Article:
Web Equipment, Cavalry Pattern 1940


Mounted Troops in the Era of Mechanised War

mills frontmills rearThe most surprising thing about Web Equipment, Cavalry Pattern 1940 is that it exists at all. Sir Basil Liddell Hart's revolutionary theories of mechanised warfare first appeared in 1925, and his most apt pupil, Panzer General Heinz Guderian, had demonstrated their efficacy to all of Europe in 1939. In a world of blitzkreig, horse mounted cavalry seemed little more than a quaint anachronism. It must be noted, though, that from today's perspective it is easy to forget that the military technology of 1940 was much closer to the trenches of 1918 than to the modern machinery of war. The first all-wheel-drive light military vehicle, the American Jeep, was still just a prototype in 1940. The British Army, faced with the need for mobile patrols deep into the deserts of the Middle East, fell back on the tried-and-true: a man on a horse. The Cavalry Equipment still on the books was the venerable Bandolier Equipment, Pattern 1903. This pattern had served the Army well in the first war, although its well known limitations almost led to its being replaced in 1914. Only the outbreak of hostilities kept it on the books then, and twenty-six years on the need for a replacement seemed clear.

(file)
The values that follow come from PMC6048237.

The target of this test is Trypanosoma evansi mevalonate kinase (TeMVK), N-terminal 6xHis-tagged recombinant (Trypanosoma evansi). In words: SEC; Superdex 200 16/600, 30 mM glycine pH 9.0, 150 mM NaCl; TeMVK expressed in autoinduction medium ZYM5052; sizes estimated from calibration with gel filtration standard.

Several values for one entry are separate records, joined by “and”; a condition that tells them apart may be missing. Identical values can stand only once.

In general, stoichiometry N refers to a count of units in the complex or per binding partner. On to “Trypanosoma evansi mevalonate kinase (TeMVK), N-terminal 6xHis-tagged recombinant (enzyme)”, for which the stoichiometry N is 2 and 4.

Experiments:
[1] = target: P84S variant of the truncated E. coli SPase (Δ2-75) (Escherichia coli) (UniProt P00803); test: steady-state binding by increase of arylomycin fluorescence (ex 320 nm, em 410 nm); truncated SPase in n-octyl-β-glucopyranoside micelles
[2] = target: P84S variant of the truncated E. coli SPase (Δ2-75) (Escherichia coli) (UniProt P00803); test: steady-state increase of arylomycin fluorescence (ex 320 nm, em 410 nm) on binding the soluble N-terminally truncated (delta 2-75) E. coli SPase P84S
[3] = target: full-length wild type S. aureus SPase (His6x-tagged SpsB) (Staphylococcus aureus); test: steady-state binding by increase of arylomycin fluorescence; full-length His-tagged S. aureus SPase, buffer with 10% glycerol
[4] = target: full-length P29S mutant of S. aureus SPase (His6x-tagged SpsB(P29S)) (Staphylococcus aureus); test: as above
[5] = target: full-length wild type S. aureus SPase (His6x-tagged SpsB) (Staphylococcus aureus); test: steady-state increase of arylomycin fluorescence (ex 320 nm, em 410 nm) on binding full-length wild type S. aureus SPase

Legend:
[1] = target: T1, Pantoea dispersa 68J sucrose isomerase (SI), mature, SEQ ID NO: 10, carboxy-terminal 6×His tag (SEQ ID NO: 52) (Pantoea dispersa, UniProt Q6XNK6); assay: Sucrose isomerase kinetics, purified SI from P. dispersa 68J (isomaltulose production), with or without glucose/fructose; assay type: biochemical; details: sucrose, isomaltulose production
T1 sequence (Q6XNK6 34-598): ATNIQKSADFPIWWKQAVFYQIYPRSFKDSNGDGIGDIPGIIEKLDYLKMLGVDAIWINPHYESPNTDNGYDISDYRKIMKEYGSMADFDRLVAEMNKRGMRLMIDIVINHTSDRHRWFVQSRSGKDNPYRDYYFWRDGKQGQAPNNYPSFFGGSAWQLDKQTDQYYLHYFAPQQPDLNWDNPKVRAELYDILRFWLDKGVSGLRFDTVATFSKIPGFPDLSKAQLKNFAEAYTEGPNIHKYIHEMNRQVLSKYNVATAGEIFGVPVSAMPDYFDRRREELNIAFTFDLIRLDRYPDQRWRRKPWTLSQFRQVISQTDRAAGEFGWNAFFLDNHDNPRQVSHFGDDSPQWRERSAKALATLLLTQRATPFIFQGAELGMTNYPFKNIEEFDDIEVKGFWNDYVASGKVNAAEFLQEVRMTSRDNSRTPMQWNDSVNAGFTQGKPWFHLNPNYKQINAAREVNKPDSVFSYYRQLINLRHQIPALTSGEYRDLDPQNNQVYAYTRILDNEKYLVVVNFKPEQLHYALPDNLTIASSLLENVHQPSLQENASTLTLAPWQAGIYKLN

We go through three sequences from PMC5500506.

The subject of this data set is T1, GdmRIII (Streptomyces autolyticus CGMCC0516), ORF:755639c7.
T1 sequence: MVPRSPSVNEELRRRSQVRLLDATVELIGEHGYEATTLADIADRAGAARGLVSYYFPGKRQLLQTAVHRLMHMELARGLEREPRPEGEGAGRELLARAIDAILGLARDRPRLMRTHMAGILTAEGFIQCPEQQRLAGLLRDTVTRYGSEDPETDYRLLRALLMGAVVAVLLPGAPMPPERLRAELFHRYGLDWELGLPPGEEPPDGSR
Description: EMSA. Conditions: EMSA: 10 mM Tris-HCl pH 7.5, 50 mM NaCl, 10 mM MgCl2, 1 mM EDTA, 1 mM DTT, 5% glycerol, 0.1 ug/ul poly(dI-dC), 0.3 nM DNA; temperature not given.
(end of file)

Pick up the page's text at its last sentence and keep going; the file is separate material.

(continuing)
The Sykes-Picot Agreement, signed during the Great War, carved-up the Middle East, with reverberations that are still with us today. It provided for several Mandates, France was to oversee affairs in Syria, whilst Great Britain had two Mandates, in Palestine and the Trans-Jordan, the territories which today are Jordan and Iraq, then called ‘Irak, as it was Al Irak in full. In 1939, two horsed regiments of cavalry, Royal Scots Greys (2nd Dragoons) and the Royal Dragoons (1st Dragoons) were already stationed in Palestine, on what were called “policing duties”. The collapse of France saw Vichy France, under Gen. Petain, throwing in its lot with Nazi Germany. Syria then aligned itself with Vichy France.

Faced with the enemy, literally on their doorstep, the War Office decided to form a 1st Cavalry Division to augment the two mounted regiments already in Palestine.Between the Wars, a steady process of mechanisation had seen many Yeomanry regiments converted to searchlight, light anti-aircraft, or armoured car regiments. However, not all Yeomanry regiments were yet converted and still had horses. Accordingly, eight regiments were transferred to the new 1st (Cavalry) Division, together with a Regular Army unit, the Household Cavalry Regiment. This was drawn from the 1st and 2nd Life Guards and the Royal Horse Guards, who retain their horses to this day. The photo below shows a horse unit with members of the Trans Jordan Frontier Force in Palestine. This photograph is provided courtesy of Sam Cox and The Society of the Military Horse.